06 April 2016
An OIG investigation found evidence of non-competitive tenders and improper procurement practices by a sub-recipient of Global Fund grants, Catholic Bishops’ Conference of India, totaling US$97,149. This included payments for information materials that were not printed, office equipment and computers. The Global Fund is putting in place actions to tighten procurement procedures and oversight at the recipient level.
In February 2015, the OIG opened an investigation into allegations involving Catholic Bishops’ Conference of India. The sub-recipient focuses on tuberculosis control across 19 states in India. As of January 2016, the Global Fund has invested US$1,701 million in India with ten grants currently active to fight HIV, tuberculosis and malaria.
The investigators found that Catholic Bishops’ Conference of India conducted non-competitive tenders through false and/or collusive quotations. Catholic Bishops’ Conference of India attached quotations to payment vouchers to make the tenders appear competitive and awarded one printing contract to a vendor based on a single quotation without proper justification. These acts violate the Global Fund’s Code of Conduct for Recipients, the grant agreements, the Principal Recipient’s project guidelines, and Catholic Bishops’ Conference of India’s own finance manual.
In its response to the OIG’s findings, Catholic Bishops’ Conference of India’s Executive Director acknowledged that the organization had not always provided quotations from separate vendors and had, on occasion, approached a vendor to provide other vendors’ quotations. The Executive Director stated that there were no fraudulent intentions on their part and if they did not get quotations from other vendors it was due to time constraints. The OIG noted that staff generally lacked capacity to follow internal procurement policies and that financial controls were weak. However, the OIG did not find evidence showing if any individual benefited directly or otherwise, in relation to the non-competitive procurements described in the report.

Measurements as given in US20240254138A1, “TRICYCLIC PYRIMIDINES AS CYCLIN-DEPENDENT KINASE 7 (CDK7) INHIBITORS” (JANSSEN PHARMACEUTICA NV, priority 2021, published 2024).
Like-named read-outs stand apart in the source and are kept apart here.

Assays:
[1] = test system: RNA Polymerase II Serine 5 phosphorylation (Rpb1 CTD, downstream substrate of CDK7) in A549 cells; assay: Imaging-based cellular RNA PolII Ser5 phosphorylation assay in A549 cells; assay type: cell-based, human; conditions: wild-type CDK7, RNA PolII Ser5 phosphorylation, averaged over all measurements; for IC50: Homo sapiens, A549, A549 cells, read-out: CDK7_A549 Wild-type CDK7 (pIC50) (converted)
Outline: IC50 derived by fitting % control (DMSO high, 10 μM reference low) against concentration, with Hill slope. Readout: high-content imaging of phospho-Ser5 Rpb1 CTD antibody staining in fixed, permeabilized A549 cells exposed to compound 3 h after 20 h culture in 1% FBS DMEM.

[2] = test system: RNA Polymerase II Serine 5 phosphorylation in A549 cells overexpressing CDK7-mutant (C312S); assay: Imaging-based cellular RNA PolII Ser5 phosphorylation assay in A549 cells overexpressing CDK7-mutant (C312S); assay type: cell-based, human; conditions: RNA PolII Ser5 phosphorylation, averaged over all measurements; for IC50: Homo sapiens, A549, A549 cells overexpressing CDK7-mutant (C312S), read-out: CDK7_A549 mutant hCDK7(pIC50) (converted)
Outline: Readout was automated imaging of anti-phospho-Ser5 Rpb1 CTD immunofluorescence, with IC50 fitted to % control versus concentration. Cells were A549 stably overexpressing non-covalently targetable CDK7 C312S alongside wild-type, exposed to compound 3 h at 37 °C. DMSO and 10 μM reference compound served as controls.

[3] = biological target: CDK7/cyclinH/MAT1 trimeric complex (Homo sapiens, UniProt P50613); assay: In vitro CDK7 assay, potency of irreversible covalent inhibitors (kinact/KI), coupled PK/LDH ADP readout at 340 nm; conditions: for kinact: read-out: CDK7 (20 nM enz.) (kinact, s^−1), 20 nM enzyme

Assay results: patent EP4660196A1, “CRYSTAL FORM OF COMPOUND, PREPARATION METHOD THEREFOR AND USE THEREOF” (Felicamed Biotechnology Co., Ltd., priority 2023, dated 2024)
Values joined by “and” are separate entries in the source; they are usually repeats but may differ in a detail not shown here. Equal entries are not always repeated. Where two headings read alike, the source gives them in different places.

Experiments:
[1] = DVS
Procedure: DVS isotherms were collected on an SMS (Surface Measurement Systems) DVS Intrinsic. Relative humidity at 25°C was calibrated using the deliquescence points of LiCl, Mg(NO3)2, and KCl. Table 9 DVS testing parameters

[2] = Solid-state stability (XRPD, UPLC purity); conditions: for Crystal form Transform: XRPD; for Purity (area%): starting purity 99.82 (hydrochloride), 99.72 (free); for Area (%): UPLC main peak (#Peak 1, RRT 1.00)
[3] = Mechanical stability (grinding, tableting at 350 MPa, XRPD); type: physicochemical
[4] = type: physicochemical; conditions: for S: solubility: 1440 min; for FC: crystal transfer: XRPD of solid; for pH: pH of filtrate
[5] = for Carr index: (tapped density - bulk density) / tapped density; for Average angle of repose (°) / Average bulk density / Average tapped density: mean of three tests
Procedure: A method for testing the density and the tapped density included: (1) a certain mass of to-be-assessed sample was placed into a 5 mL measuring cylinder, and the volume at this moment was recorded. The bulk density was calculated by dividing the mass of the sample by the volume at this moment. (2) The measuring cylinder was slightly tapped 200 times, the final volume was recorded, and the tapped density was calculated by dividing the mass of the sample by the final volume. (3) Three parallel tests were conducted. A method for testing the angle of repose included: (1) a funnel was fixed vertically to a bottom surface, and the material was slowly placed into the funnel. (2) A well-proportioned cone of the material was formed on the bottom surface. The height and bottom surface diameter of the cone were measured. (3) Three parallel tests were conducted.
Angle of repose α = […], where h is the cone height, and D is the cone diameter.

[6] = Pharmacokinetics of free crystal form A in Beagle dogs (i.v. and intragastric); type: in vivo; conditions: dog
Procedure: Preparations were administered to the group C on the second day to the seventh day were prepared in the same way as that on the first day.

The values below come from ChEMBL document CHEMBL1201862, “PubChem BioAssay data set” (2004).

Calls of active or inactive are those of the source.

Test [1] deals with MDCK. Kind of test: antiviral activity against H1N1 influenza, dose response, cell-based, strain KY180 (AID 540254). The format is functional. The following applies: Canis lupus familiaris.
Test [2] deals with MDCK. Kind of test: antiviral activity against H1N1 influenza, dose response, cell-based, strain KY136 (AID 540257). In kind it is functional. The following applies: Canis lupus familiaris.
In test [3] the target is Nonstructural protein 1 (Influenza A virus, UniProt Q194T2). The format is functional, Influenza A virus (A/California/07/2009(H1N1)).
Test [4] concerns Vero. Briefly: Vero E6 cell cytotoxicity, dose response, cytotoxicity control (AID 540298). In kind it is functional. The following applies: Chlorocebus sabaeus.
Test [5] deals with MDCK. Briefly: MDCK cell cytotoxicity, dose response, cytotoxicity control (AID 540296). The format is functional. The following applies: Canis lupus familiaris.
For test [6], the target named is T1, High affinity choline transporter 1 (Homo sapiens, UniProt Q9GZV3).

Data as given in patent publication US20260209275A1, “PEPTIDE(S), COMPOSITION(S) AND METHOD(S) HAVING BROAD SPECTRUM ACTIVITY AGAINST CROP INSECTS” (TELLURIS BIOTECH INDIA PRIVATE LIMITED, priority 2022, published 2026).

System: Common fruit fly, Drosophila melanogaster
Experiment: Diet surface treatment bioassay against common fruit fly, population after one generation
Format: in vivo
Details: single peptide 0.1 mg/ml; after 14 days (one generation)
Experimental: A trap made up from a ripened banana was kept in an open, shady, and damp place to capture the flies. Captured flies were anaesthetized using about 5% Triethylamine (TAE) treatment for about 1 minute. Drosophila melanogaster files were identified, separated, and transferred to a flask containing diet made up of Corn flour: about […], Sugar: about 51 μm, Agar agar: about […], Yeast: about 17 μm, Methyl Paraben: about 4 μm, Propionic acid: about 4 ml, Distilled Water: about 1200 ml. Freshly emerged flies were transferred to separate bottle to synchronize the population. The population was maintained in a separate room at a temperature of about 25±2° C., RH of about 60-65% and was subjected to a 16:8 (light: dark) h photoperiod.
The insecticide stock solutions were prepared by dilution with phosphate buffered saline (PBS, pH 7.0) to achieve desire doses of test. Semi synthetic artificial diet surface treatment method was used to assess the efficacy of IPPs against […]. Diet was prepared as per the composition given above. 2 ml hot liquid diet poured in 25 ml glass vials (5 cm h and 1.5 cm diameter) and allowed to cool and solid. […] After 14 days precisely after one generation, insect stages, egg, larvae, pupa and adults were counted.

The Principal Recipients (the International Union against Tuberculosis and Lung Disease and the Central Tuberculosis Division) as well as Catholic Bishops’ Conference of India did not conduct due diligence on vendors although a large portion of printing contracts were awarded to the same vendor. The Principal Recipients did not provide adequate oversight over Catholic Bishops’ Conference of India. They neither reviewed the sub-recipient’s finance manual nor conducted sufficient reviews of their procurements and other expenditures.
The Office of the Inspector General works to ensure that the Global Fund invests the world’s money in the most effective way possible in the fight against AIDS, tuberculosis and malaria. Through audits, investigations, oversight and consultancy work, it makes objective and transparent recommendations to promote good practice, reduce risk and condemn abuse.
Established in 2005, the Office of the Inspector General is an independent yet integral part of the Global Fund. It is accountable to the Board through its Audit and Ethics Committee and serves the interests of all Global Fund stakeholders. Its work conforms to the International Standards for the Professional Practice of Internal Auditing and the Uniform Guidelines for Investigations of the Conference of International Investigators.
The Office of the Inspector General believes that every dollar counts and has zero tolerance for fraud, corruption and waste. Through its whistle-blowing channels, the Office of the Inspector General encourages all to come forward to point out any irregularities that prevent Global Fund resources from reaching those who need them.